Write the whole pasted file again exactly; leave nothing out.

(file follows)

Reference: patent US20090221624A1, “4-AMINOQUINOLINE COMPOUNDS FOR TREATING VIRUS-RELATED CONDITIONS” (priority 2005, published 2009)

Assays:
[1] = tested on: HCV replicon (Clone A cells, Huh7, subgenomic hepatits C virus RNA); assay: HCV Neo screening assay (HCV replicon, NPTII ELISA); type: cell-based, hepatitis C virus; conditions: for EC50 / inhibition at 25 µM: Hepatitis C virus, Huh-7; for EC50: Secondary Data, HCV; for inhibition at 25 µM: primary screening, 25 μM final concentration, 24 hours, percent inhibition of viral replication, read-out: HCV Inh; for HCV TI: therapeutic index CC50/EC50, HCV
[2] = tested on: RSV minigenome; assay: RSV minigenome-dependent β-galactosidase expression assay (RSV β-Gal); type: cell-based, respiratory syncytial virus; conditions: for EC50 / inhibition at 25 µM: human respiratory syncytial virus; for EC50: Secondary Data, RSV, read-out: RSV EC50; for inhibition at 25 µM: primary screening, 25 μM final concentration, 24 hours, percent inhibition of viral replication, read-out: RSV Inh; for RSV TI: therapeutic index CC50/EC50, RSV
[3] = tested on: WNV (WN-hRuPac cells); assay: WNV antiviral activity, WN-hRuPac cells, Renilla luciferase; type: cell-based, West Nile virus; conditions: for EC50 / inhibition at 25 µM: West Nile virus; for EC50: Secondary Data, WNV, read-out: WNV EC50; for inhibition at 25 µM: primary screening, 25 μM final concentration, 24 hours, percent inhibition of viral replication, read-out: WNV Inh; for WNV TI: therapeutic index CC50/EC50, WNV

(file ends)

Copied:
Reference: patent US20090221624A1, “4-AMINOQUINOLINE COMPOUNDS FOR TREATING VIRUS-RELATED CONDITIONS” (priority 2005, published 2009)

Assays:
[1] = tested on: HCV replicon (Clone A cells, Huh7, subgenomic hepatits C virus RNA); assay: HCV Neo screening assay (HCV replicon, NPTII ELISA); type: cell-based, hepatitis C virus; conditions: for EC50 / inhibition at 25 µM: Hepatitis C virus, Huh-7; for EC50: Secondary Data, HCV; for inhibition at 25 µM: primary screening, 25 μM final concentration, 24 hours, percent inhibition of viral replication, read-out: HCV Inh; for HCV TI: therapeutic index CC50/EC50, HCV
[2] = tested on: RSV minigenome; assay: RSV minigenome-dependent β-galactosidase expression assay (RSV β-Gal); type: cell-based, respiratory syncytial virus; conditions: for EC50 / inhibition at 25 µM: human respiratory syncytial virus; for EC50: Secondary Data, RSV, read-out: RSV EC50; for inhibition at 25 µM: primary screening, 25 μM final concentration, 24 hours, percent inhibition of viral replication, read-out: RSV Inh; for RSV TI: therapeutic index CC50/EC50, RSV
[3] = tested on: WNV (WN-hRuPac cells); assay: WNV antiviral activity, WN-hRuPac cells, Renilla luciferase; type: cell-based, West Nile virus; conditions: for EC50 / inhibition at 25 µM: West Nile virus; for EC50: Secondary Data, WNV, read-out: WNV EC50; for inhibition at 25 µM: primary screening, 25 μM final concentration, 24 hours, percent inhibition of viral replication, read-out: WNV Inh; for WNV TI: therapeutic index CC50/EC50, WNV